India’s 2014 elections

At a time when democracy is under pressure in many corners of the globe, officials are currently tallying votes in the largest exercise of democracy in the world: the elections in India.

The numbers are staggering. In an election that took place over several weeks, nearly 815 million voters were eligible to vote at 930,000 polling locations. Indians cast their ballots for control of the Lok Sabha, Parliament’s lower house and the body that chooses the country’s prime minister.

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To put this in perspective, the number of eligible voters in the Indian election surpasses the entire population of Europe. The number of new voters alone in India exceeds 100 million – just shy of one third of the entire population of the United States. It’s extraordinary to see a country of more than one billion people, that could be the world’s most populous nation within a decade, carrying out another election. The world is truly watching history being made.  

India’s commitment to democracy is something the United States, as well as other nations, should remember, acknowledge and respect. That respect is returned by the Indian people -- our country’s common values are one reason why a clear majority of Indians, from all generations and educational levels, hold high opinions of the U.S., according to a recent Pew Research Center Survey

This dynamic of respect and a desire for greater mutual support is especially visible to those of us who have traveled to India to help strengthen ties between our two countries. For all of our differences, we are struck by the many similarities in our political systems: the competing parties, the vigorous debates, the vibrant media and the independent judiciary are signs of democracy in action.

Our ties, however, go far beyond similarities and respect. We have many common underlying interests: we share goals in standing up against terrorism, ensuring stability in South Asia and globally, in growing our economies, and increasing development. Indians have also faced many problems similar to our own – after all, it was only weeks after 9/11 that the Indian Parliament was attacked.  

If the United States and India can move our relationship further ahead, it could benefit our own constituents, as well as people throughout the world. Working on a path for India’s ascension to the United Nations Security Council is one important way to take concrete steps forward. Deepening our technological, security, educational and economic ties in a way that creates more high-paying American jobs is another. Beyond these priorities, India and the United States can collaborate on countless individual initiatives, in areas like research, transportation or development.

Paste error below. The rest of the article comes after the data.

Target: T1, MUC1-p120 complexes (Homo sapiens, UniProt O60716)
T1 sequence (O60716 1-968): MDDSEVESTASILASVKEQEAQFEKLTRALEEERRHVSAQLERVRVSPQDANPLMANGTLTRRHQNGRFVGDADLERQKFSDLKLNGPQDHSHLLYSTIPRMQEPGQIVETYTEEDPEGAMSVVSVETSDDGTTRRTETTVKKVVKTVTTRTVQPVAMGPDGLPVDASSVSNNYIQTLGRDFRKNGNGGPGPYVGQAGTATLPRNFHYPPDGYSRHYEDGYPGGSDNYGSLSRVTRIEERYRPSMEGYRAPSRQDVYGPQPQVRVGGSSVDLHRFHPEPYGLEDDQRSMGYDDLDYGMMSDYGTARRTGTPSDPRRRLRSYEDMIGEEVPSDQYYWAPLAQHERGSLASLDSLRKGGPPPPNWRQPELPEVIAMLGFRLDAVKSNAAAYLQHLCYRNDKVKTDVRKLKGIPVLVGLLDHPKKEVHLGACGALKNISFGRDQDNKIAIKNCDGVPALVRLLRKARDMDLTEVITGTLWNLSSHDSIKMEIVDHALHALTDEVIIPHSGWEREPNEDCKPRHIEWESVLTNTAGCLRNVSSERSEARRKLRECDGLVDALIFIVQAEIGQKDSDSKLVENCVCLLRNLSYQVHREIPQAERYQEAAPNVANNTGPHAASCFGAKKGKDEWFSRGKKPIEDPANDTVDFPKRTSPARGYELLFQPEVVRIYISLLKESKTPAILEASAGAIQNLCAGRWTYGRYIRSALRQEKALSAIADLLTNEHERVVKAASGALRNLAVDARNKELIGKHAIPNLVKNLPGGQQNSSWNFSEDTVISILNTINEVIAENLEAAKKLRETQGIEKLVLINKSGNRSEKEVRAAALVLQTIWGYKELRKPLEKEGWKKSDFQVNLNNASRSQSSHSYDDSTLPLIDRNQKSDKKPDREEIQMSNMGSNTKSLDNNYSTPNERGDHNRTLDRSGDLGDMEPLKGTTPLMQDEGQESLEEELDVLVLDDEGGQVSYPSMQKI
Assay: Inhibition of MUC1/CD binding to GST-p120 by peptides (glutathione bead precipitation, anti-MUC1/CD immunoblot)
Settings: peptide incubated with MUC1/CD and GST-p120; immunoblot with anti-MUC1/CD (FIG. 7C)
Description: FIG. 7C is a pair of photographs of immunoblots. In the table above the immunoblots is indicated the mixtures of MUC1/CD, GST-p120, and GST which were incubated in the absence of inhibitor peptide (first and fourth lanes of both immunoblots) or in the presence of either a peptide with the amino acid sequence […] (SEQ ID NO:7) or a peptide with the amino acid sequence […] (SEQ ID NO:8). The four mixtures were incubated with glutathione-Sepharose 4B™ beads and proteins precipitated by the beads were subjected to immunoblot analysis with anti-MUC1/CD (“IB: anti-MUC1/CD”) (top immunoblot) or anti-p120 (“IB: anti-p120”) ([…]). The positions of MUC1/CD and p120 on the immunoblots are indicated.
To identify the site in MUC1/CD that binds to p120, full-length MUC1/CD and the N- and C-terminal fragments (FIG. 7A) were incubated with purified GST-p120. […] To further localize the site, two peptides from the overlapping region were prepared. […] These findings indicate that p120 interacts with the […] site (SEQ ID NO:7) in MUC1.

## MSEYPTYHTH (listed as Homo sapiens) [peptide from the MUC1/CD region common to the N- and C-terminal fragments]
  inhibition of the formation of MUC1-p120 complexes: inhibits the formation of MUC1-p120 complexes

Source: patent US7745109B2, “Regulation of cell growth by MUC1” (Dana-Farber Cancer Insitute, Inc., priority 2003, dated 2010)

One thing is certain: moving closer together will do more good for our two countries than moving apart. In many ways, this is already happening organically. With more than 3 million Indian-Americans in the United States, many of whom remain close to families still in India, our people- to-people ties are stronger than ever and expanding by the day. Most Americans interact daily with Indian-American community members, who are visible and active in all aspects of our national life, whether it is business, entertainment, public service, medicine, religion, education and more. 

The elections in India are a good reminder about the importance of democracy, our countries’ shared histories, and the potential for future growth. But they are also an opportunity to review, renew and reinvigorate our ties with a natural friend and partner.

Crowley has represented New York City Congressional districts since 1999. He sits on the Ways and Means Committee and is co-chair of the Congressional Caucus on India and Indian-Americans.  Bera has represented California's 7th Congressional District since 2013. He sits on the Foreign Affairs and the Science, Space and Technology committees. He is the only Indian-American Member of Congress.